I’ve been toying for a while with the thought that there’s a rhetorical device that works in the following pattern: you point to an uncontroversially positive concept and emphasize its importance, and in the process import your own controversial conception of that concept over the course of talking about its importance.
For example, we all think fairness is good and important, so it’s uncontroversially positive.Â But we may have different conceptions of that concept. I may think that impartiality is sufficient for fairness, so favor blind lotteries to determine what people get. Others may think that need may determine what’s fair. You may think that equality of outcome is what’s fair.Â You get the point.Â So even if we all agree that fairness is good, we all have different conceptions of fairness.Â And it’d be an error on my part to import my conception without acknowledging that we need to move from concept to conception.Â That’s why semantics matters – anytime someone says “it’s just semantics,” they’re intellectually lazy and probably trying to prevent their own conceptions from being challenged. It’s effectively an attitude that equivocation isn’t troubling.Â That’s stupid.
Now, we all agree that civic virtue is important.Â And we all agree that we should encourage it.Â But, not surprisingly, civic virtue is a contested concept.Â Some think that individualism and independence are civic virtues – not being a burden on others and ensuring that others are not burdensome. Some think that civic virtue is about making oneself intelligible to others and ensuring that the cultural system of significance is maintained.Â Some think that being informed and politically engaged are the central civic virtues. Some think that ensuring that others have sufficient means to survive and thrive are the core virtues. Some think that acknowledging diversity and reasonable disagreement (especially about contested concepts) is a core civic virtue. See? Contested concept.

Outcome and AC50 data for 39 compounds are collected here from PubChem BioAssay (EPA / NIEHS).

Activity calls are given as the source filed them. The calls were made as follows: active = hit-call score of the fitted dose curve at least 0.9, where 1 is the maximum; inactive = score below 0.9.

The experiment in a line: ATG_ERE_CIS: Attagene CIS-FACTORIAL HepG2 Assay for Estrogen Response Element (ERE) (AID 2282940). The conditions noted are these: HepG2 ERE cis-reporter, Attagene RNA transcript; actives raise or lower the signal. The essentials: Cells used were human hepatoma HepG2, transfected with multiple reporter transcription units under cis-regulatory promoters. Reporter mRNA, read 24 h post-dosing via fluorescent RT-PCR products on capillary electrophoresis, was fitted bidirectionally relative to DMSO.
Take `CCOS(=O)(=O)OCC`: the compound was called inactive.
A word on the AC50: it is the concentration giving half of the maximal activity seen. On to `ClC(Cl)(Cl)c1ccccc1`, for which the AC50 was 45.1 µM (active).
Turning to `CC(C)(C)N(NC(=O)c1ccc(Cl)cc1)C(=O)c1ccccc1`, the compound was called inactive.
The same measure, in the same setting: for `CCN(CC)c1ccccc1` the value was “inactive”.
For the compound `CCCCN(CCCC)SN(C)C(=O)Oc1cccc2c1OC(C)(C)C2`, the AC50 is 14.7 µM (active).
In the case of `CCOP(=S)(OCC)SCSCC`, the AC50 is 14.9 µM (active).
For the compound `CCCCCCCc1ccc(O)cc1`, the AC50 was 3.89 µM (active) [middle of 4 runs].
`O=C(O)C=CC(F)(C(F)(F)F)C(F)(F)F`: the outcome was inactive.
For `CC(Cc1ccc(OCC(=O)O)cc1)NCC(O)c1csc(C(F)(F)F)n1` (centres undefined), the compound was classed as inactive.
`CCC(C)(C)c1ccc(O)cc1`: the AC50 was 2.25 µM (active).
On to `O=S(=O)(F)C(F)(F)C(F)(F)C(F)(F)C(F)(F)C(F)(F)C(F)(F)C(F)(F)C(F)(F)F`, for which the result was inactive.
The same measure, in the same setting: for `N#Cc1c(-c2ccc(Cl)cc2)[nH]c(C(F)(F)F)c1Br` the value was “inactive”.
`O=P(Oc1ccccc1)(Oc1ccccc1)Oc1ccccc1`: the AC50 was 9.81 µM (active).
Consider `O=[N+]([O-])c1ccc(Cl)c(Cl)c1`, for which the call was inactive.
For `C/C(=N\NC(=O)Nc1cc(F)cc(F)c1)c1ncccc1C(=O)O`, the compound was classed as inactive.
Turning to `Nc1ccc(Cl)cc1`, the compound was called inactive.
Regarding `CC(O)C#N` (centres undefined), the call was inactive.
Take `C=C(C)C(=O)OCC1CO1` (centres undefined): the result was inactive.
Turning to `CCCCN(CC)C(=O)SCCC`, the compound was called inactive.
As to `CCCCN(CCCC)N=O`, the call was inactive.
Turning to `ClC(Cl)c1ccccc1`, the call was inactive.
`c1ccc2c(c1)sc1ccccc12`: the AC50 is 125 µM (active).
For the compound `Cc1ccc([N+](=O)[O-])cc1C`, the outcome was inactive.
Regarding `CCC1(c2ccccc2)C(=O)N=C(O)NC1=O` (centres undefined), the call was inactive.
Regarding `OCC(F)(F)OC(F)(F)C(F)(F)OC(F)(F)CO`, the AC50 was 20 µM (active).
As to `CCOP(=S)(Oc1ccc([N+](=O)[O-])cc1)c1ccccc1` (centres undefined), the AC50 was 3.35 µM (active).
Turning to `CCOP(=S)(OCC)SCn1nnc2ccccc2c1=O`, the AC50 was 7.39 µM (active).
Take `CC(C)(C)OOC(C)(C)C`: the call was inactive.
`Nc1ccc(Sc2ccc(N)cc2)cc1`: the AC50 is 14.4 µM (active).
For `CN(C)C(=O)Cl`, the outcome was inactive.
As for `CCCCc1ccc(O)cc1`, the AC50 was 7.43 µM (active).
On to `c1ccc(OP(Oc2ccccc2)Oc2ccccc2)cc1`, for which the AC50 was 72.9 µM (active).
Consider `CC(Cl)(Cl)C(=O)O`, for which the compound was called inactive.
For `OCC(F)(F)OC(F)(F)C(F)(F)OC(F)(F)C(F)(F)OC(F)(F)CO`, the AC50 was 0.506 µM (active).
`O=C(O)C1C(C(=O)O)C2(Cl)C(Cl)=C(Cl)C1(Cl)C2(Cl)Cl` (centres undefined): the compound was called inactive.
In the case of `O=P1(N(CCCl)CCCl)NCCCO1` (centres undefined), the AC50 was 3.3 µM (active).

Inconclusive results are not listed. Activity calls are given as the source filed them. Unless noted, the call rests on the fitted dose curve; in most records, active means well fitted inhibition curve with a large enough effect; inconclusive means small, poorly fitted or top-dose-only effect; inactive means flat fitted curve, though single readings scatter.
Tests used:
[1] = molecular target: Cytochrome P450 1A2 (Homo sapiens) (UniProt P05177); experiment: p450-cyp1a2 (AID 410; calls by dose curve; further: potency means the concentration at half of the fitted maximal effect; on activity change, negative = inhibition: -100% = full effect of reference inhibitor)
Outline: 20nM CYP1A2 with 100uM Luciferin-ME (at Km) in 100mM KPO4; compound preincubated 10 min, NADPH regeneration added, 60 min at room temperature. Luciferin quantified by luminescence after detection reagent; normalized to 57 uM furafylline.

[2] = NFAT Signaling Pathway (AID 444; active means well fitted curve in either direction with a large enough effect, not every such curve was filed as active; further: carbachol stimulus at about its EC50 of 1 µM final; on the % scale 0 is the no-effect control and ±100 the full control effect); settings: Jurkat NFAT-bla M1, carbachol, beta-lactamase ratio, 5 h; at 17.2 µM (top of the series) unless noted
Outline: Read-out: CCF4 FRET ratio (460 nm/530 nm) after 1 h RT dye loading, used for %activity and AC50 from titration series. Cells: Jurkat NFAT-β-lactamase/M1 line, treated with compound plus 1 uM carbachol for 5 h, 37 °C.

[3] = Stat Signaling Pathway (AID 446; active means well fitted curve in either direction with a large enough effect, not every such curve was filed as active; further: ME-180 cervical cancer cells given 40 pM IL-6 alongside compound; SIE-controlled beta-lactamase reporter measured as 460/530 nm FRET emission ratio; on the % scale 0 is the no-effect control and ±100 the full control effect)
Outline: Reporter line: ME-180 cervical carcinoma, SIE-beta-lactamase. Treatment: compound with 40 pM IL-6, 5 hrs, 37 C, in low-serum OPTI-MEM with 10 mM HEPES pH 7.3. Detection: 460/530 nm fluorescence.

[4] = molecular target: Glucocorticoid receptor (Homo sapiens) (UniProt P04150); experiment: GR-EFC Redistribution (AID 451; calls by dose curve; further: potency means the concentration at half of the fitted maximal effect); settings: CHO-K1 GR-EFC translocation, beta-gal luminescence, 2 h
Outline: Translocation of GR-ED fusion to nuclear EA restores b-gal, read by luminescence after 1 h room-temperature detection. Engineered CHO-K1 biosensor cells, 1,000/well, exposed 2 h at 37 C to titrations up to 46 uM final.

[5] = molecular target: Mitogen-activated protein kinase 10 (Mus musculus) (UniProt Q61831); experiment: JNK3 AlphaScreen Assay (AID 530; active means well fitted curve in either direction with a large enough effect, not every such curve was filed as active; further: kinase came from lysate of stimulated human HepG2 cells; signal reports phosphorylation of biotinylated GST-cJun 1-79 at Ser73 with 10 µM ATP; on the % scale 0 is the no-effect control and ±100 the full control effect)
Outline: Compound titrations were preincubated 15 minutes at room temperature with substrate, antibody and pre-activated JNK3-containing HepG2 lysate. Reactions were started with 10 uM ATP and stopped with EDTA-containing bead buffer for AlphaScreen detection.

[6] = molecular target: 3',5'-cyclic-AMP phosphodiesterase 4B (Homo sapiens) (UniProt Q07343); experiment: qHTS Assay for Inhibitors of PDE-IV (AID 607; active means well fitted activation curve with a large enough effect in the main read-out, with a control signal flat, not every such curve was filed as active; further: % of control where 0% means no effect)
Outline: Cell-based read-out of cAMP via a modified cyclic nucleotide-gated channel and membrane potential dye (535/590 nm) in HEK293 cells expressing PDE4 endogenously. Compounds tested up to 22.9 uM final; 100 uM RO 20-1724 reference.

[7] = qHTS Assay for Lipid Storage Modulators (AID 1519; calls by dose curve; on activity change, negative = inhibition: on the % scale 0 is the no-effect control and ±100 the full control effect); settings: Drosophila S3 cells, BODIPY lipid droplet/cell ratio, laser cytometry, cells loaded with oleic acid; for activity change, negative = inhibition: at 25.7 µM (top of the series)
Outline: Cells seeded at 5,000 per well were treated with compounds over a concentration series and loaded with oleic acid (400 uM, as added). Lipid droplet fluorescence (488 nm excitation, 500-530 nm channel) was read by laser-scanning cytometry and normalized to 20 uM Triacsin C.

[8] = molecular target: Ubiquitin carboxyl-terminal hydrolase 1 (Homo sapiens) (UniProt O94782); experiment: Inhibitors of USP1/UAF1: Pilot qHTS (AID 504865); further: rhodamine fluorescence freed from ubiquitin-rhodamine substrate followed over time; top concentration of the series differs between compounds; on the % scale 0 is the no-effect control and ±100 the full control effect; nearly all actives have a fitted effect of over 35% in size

Michelle Malkin’s new essay over at National Review Online commits this fallacy.Â I call itÂ contested concept equivocation.Â Â She starts with the universally acknowledged value of civic virtue and that we are in sore need of more of it these days:
We have forsaken the observance, in any systematic and deliberate public manner, of one of our most fundamental duties: fostering civic virtue in each and every one of our citizens.
She invokes the founders noting the importance of virtue to the fledgling republic:
And Thomas Paine said it best: â€œWhen we are planning for posterity, we ought to remember that virtue is not hereditary.â€
So far, not controversial.Â Ah, but then the contested conception comes in:
Calvin Coolidge, profiled in Why Coolidge Matters, a terrific new book by Charles C. Johnson, echoed the Founding Fathersâ€™ emphasis on virtue, restraint, and work ethic. â€œIf people canâ€™t support themselves,â€ he concluded, â€œweâ€™ll have to give up self-government.â€
Add militant identity politics, a cancerous welfare state, entitled dependence, and tens of millions of unassimilated immigrants to the heap, and you have a toxic recipe for what Damon calls â€œsocietal decadence â€” literally, a â€˜falling away,â€™ from the Latin decadere.â€ Civilizations that disdain virtue die.
Did you see the move?Â The contested conception got introduced with this notion of self-support, independence.Â If that’s what civic virtue is, then of course the welfare state and all the other nanny-style stuff the government does will not only fail to encourage virtue, but positively retard it.Â And so those who promote the liberal welfare state must disdain virtue.Â They are terrible people, rotting civilization from the inside out.
But, you see, the move was from uncontested concept to contested conception.Â And those who promote progressive taxation and the social safety net aren’t disdaining virtue; they are promoting their own conception of it.Â Surely someone who values liberty should be able to acknowledge the value of that.Â Unless, of course, they disdain liberty.
3 thoughts on “Contested concept equivocation”
Hey Scott, I think this sheds light on an important variation on the fallacy of equivocation.
One other (slight?) variation of this strategy occurs dialectically. The scheme goes something like this. You affirm concept x, but concept x has meaning y, which you don’t affirm, so your views are not consistent (and you’re an idiot, liar, etc., for not noticing). George Will does this a lot–he criticizes “progressives” for not embracing every instance of “progress.” Come to think of it, perhaps this has affinities with petitio, as Malkin, in your example, assumes key disputed meanings. She does this, as you point out, by equivocating.
Hey John. Right! This is a close cousin to your observation about subtle equivocations. And you’re right that it happens more often than we are aware. I remember, actually, pretty clearly playing a game like that with my conservative cousin. He was making fun of the green movement, and I asked him why he isn’t for the greenies, as conservation surely is a conservative value. But I was just being cheeky. These folks think they’ve got some deep point.
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